State Policy Update
By Henry Bogdan, Public Policy Director, Maryland Nonprofits
The efforts of those opposing the tax rate reductions included by the Senate in SB 840 for upper-income levels continues. Thank you to those who have signed onto the letter of opposition so far. Starting today, there is an online sign-on page where both organizations and individuals can sign on directly. We are encouraging folks to sign on to that letter (takes a minute or two). But if you can spare maybe five more minutes to help stop a threat to future funding of education, infrastructure, health and other services, please contact your representatives in the House of Delegates and ask them NOT to accept the tax cuts for income over $100,000 that the Senate added to a bill about the EITC for the working poor. (phone calls from constituents really count)
The House has passed two additional tax-related proposals from the Augustine Commission; HB 1254 providing for a corporate tax ‘repatriation holiday’, and HB 1252 requiring all multi-state corporations to apportion taxable income to Maryland based on the “single sales factor” method. The Senate has passed SB 843, an Augustine Commission recommendation, expanding the number of tax credits subject to review and evaluation, and terminating several incentive tax credit programs. (no action by either House on the cross-files)
Below is a quick recap of legislation we are supporting or watching that has moved from at least one house as of the 22nd:
As mentioned before, most of the ‘transportation reform’ package has moved from the House – House Bill 1013 (rating projects by objective criteria and opening the decision-making process), and House Bill 1012 (improving tax credits for employer provide commuter benefits) are now pending in Senate Budget and Tax.
House Bill 1010 (establishing an oversight board for the MTA) has passed the House and is now in Senate Finance.
Both House Bill 891 and Senate Bill 1035 (repealing the MTA fare-box policy requirement) remain in their respective original committees.
Open Government Priorities
House Bill 368 and Senate Bill 370, requiring advance public notice of any Board of Public Works reductions to the enacted Budget Bill, have ‘crossed’ with slightly differing provisions. ‘Second house’ hearings held on 3/22. Approval of a compromise version in some form, with a requirement that advance disclosure of reductions
The other Marylanders for Open Government (MDOG) priority legislation, House Bill 1088 and Senate Bill 754, establishing requirements for training, enforcement and annual reporting under the Open Meetings Act, have not moved from Committee, but a comparable bill – House Bill 823 has moved to the Senate. Related bills moving are:
- House Bill 984 and Senate Bill 17, extending
for retention of meeting minutes and requiring online posting in certain cases, have crossed in
- House Bill 217, requiring advance disclosure of agendas for public meetings, has passed the House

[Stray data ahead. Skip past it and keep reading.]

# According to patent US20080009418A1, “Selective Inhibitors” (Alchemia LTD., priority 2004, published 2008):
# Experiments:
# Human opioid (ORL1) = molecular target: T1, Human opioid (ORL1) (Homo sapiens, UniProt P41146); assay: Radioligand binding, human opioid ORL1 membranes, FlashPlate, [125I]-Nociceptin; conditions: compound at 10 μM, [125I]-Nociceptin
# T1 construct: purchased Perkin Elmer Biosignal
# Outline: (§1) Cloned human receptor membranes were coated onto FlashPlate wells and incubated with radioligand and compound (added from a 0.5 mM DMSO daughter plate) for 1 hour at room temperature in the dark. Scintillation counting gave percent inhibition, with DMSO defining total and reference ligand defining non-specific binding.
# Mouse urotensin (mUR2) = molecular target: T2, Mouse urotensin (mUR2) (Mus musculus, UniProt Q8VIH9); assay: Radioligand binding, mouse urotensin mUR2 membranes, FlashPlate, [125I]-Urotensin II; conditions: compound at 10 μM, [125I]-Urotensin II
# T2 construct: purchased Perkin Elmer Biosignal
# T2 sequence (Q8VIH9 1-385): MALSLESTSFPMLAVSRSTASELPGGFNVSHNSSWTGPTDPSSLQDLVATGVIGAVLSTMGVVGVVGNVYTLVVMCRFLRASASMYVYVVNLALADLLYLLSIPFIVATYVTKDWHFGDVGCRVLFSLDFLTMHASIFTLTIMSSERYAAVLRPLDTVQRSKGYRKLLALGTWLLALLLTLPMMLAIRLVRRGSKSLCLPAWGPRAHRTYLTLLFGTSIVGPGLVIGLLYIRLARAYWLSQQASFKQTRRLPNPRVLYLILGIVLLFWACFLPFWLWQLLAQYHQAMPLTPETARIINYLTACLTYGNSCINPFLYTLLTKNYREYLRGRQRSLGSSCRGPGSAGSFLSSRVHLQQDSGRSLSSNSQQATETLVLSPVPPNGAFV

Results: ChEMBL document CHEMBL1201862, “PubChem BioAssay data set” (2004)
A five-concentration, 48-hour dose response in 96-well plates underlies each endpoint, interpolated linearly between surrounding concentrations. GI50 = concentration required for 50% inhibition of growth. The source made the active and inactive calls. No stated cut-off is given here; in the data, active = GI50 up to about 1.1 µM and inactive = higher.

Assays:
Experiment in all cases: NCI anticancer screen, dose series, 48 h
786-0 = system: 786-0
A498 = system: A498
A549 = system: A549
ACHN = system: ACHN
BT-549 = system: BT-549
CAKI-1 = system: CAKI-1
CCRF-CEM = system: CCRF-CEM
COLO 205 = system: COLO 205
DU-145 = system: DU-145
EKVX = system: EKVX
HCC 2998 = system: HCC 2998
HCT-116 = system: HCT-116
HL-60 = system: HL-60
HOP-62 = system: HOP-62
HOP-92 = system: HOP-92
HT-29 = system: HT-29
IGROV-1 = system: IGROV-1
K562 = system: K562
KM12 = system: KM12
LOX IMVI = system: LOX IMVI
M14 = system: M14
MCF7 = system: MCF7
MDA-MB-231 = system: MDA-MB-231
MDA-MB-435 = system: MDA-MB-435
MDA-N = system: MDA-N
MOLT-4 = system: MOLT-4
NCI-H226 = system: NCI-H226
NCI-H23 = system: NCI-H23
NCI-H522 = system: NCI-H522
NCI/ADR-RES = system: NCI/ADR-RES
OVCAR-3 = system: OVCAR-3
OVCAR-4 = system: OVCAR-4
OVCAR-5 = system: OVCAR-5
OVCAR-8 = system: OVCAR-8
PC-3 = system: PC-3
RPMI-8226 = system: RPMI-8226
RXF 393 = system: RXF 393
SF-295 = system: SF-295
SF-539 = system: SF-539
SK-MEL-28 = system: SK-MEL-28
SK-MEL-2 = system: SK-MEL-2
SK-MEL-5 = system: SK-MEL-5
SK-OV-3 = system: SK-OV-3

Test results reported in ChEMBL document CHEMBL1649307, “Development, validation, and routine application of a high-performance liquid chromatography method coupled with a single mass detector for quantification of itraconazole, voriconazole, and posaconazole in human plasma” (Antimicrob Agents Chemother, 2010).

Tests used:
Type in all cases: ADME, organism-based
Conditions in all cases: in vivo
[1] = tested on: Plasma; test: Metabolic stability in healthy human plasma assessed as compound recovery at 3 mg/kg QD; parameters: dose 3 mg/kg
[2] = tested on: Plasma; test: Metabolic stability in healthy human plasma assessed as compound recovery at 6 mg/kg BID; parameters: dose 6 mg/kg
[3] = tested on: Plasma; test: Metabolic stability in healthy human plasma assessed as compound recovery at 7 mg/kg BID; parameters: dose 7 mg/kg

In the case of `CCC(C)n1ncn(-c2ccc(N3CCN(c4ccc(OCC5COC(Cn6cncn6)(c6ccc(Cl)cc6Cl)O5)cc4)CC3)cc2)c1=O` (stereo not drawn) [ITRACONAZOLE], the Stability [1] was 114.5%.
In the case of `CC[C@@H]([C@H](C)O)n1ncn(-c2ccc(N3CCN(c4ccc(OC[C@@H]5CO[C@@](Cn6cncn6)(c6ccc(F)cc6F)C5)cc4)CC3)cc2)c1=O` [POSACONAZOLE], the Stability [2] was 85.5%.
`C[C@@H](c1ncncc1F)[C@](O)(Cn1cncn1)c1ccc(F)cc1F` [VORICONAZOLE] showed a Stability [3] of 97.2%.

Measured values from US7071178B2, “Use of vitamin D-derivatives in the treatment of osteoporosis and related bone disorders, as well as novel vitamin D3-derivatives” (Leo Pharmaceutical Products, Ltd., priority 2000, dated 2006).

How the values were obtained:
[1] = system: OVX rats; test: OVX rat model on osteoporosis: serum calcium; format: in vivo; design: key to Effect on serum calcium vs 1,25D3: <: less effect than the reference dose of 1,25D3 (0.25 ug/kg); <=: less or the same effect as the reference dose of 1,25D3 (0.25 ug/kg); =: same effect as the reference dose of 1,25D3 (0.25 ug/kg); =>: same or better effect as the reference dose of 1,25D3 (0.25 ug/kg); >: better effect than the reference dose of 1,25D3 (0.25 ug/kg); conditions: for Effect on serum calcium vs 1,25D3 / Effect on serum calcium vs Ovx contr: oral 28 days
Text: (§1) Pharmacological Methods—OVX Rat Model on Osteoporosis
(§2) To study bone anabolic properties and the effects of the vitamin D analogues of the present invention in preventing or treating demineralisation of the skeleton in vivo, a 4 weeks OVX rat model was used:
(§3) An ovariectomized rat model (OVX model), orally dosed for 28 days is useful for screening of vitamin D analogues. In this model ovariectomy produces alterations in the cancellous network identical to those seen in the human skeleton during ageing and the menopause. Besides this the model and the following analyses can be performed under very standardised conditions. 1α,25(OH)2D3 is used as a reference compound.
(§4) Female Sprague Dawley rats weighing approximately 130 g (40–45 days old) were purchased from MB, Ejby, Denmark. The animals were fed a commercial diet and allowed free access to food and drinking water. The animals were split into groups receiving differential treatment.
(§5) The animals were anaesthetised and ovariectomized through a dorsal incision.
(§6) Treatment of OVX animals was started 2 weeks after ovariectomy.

House Bill 1008 requires increased early voting centers in larger counties, and authorizes an additional center in counties under 125,000 in population, and has passed the House.
House Bill 1009 creates a task force to study increased voter
House Bill 1007, as amended and passed by the House, requires the establishment of electronic voter registration systems at several state agencies, provides that all clients be offered the opportunity to register or re-register, and also designates the MVA and Maryland Health Benefit Exchange as “automatic voter registration agencies” to transmit information from eligible clients directly to the State Election Board for registration.
Senate Bill 10 raises the threshold, in
the amount of
House Bill 1182 clarifies the activities that require registration as “fundraising counsel” by excluding certain activities performed by independent contractors in connection with fund-raising. Passed the House and heard 3/22 in Senate Judicial Proceedings.
House Bill 1488 and Senate Bill 909
House Bill 1318 & Senate Bill 929 would require standards to be set for adequacy of health insurance provider networks and criteria for network directories. Bills have passed their original houses in comparable form.
Senate Bill 413 and House Bill 1499 require the Developmental Disabilities Administration to do reporting and mandates appropriations to provide services for clients in an urgent need ‘crisis resolution category. Senate Bill 413 has passed the Senate and is pending in the House Health and Government Operations Committee, with HB 1499 that has had no action.
House Bill 420 and Senate Bill 417 restrict the circumstances in which work activities centers and sheltered workshops may be allowed to pay persons with developmental disabilities less than the state minimum wage. Both bills have passed their house of origin with amendments and are pending in the opposite house.
Senate Bill 497 and House Bill 595 (“Keep the Door Open Act”) mandate the funding of inflationary reimbursement rate increases for community behavioral health service providers. SB 497 has passed the Senate and is in the House Health and Government Operations Committee, where HB 595 is still pending.
Senate Bill 758 and House Bill 445 require the State to ensure that all households receiving federally funded benefits under the food stamp program receive a minimum benefit of $30 per month by providing a supplemental benefit if necessary. Both bills have passed the house of origin and have hearing dates set in the second house – HB 445 on 3/31, SB 758 on 3/29.
*Senate Bill 304 and House Bill 423, to establish a Task Force to develop a procedure to ensure that health concerns are addressed in all major policy decision-making, do not expect action – advocates are already discussing alternative approaches to a legislated task force.
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